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Learning Math Home
Data Session 6, Part B: Comparative Observational Studies
 
Session 6 Part A Part B Part C Homework
 
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Session 6, Part B:
Comparative Observational Studies (35 minutes)

In This Part: A New Raisin Question | Using Five-Number Summaries and Box Plot
The Interquartile Range

Let's begin our investigation of comparative observational studies by returning to the raisin problem from Session 2 and the homework in Session 4. In this session, you will return to the issue of comparing two different brands of raisins: When the weights of the boxes are the same, how do the number of raisins in each box compare between the two brands?

Ask a question
How do the number of raisins in boxes of Brand C and Brand D compare?

Collect data
We counted 28 boxes of Brand C raisins and 36 boxes of Brand D raisins. Here are the ordered raisin counts for boxes of Brand C and Brand D raisins:

Brand C

25 25 25 26 26 26 26 26 27 27 27
28 28 28 28 28 28 28 28 28 29 29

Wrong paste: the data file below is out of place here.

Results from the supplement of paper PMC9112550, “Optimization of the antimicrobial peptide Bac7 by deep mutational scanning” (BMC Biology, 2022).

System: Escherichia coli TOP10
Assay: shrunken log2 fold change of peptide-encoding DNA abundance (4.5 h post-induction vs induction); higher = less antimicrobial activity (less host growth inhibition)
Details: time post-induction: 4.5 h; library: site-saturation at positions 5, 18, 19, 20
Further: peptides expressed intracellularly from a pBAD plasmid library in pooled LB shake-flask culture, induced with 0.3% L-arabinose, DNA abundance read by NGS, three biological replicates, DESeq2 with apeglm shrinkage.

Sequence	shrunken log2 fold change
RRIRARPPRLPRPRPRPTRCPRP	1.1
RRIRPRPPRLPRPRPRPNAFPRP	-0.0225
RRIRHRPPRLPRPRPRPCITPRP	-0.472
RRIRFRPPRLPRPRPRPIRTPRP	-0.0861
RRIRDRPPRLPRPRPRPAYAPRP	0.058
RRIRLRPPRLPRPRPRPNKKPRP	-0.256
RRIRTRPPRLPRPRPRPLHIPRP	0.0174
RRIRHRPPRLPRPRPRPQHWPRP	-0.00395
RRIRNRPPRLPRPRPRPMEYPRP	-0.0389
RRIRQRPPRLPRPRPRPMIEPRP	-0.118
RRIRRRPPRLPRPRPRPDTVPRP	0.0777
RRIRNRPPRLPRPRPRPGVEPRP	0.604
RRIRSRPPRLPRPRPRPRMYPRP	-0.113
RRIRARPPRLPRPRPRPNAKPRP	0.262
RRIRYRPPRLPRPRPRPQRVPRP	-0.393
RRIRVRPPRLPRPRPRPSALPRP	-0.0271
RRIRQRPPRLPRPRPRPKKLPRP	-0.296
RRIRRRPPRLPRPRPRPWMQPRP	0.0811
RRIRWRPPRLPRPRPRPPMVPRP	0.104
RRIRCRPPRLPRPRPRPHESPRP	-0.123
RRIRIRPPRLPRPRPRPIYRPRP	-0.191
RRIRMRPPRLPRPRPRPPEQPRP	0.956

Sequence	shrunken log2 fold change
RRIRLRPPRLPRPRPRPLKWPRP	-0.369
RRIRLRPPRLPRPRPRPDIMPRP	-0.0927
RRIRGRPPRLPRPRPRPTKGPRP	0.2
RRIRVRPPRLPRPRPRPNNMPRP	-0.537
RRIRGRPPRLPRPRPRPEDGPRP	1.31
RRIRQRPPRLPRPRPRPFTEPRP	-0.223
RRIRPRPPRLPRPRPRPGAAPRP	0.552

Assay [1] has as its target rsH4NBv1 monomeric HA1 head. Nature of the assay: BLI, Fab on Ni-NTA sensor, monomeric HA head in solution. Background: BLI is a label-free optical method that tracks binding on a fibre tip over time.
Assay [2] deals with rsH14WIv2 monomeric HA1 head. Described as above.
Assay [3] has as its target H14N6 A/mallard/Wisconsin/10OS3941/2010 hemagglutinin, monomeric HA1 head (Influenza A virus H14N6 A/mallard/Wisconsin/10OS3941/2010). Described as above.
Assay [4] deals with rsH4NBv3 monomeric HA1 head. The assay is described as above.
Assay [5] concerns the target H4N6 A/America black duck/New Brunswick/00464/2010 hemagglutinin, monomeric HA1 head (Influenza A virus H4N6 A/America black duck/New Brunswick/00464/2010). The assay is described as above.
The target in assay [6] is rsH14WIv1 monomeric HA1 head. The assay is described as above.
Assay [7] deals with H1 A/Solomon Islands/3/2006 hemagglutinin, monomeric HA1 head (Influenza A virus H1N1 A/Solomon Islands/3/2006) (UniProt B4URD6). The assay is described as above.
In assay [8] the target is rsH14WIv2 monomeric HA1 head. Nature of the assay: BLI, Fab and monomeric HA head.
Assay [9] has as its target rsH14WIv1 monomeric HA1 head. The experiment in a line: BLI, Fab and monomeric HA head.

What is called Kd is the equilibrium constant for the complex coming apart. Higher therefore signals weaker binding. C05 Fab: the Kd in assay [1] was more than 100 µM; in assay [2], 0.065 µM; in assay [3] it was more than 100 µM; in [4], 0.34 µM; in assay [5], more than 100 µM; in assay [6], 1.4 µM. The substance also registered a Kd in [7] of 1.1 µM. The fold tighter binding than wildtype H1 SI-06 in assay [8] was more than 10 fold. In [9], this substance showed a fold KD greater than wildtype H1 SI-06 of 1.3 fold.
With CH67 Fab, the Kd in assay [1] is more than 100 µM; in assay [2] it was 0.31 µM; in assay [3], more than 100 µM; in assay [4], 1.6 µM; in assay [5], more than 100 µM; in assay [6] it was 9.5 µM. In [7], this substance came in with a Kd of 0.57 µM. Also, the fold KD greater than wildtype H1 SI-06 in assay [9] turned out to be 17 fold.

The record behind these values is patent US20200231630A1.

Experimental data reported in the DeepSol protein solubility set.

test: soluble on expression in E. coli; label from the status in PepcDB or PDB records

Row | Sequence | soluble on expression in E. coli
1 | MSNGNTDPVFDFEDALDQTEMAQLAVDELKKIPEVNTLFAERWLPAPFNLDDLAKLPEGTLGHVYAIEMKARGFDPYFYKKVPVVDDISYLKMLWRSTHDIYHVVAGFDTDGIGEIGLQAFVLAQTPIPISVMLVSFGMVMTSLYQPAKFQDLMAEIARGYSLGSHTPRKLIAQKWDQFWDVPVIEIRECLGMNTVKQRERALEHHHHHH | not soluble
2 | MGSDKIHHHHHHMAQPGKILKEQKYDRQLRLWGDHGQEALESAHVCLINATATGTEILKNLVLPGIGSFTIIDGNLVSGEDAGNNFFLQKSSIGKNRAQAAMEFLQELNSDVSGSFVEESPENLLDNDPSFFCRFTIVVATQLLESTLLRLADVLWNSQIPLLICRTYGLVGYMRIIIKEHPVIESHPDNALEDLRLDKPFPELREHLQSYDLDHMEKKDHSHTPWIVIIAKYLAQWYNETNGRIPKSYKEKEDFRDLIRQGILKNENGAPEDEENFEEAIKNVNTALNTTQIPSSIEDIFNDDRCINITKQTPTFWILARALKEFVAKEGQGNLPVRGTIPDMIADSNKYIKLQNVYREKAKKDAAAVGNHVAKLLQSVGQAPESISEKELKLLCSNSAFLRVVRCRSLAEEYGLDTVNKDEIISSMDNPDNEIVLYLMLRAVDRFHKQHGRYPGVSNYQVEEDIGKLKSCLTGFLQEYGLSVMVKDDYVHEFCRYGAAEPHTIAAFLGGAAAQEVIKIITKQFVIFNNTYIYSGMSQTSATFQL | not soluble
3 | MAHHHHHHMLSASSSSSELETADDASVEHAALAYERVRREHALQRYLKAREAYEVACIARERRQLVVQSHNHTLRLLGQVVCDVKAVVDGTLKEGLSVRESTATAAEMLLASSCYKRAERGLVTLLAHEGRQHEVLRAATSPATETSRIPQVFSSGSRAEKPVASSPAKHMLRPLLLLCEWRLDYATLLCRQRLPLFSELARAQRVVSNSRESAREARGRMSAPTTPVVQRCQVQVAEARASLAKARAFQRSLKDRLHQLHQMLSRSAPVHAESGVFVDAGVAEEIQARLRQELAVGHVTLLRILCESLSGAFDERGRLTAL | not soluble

29 30 30 31 32 32

 

Brand D

23 24 25 25 25 27 27 27 27 27 27
27 27 28 28 29 29 29 29 29 29 30
31 32 32 33 33 33 34 34 35 35 35
36 36 38

analyze

Here are the mean and median counts for each brand:

 

Mean

Median

Brand C

27.9

28

Brand D

29.9

29

According to these data, Brand D typically has a few more raisins than Brand C. On average, Brand D has two more raisins than Brand C, and the median number of Brand D raisins (29) is one more than the median number of Brand C raisins (28).

Based on the means and medians, you might conclude that the number of raisins in a box is about the same for both brands. Although it is useful to look at the means and medians, there are other aspects of the distribution you might want to consider.

Problem B1

Solution  

Why is this raisin study observational as opposed to experimental?


Next > Part B (Continued): Using Five-Number Summaries and Box Plots

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